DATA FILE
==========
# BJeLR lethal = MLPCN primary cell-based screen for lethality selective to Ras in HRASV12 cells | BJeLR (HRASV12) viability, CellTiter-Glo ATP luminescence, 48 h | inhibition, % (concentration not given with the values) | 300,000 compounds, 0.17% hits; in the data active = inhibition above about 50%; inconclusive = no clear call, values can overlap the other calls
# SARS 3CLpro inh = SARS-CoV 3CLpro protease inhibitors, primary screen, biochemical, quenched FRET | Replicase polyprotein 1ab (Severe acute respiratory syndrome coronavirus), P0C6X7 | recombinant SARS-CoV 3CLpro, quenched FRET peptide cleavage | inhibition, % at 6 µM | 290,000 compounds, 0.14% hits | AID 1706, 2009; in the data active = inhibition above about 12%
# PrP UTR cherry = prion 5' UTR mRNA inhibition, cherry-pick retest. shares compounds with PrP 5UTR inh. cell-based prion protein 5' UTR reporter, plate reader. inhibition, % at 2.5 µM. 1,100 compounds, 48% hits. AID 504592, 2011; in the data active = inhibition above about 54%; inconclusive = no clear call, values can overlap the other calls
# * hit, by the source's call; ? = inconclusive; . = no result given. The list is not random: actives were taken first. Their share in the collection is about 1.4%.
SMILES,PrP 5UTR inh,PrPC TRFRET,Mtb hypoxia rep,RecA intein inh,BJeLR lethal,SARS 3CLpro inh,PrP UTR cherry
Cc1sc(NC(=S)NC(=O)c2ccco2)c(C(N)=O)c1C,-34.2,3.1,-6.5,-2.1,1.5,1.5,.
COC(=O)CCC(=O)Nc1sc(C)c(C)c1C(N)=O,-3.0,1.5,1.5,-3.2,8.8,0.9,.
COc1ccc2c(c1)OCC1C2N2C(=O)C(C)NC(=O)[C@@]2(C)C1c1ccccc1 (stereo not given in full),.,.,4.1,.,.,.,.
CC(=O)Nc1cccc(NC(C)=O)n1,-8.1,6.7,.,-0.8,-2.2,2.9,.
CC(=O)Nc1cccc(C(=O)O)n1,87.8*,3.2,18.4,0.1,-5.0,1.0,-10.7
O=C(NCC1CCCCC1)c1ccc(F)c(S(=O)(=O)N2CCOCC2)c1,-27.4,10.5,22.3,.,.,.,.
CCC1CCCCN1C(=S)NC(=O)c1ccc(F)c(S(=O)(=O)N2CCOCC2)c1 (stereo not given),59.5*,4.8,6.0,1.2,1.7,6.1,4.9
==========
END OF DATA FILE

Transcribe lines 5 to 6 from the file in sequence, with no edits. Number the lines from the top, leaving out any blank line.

SMILES,PrP 5UTR inh,PrPC TRFRET,Mtb hypoxia rep,RecA intein inh,BJeLR lethal,SARS 3CLpro inh,PrP UTR cherry
Cc1sc(NC(=S)NC(=O)c2ccco2)c(C(N)=O)c1C,-34.2,3.1,-6.5,-2.1,1.5,1.5,.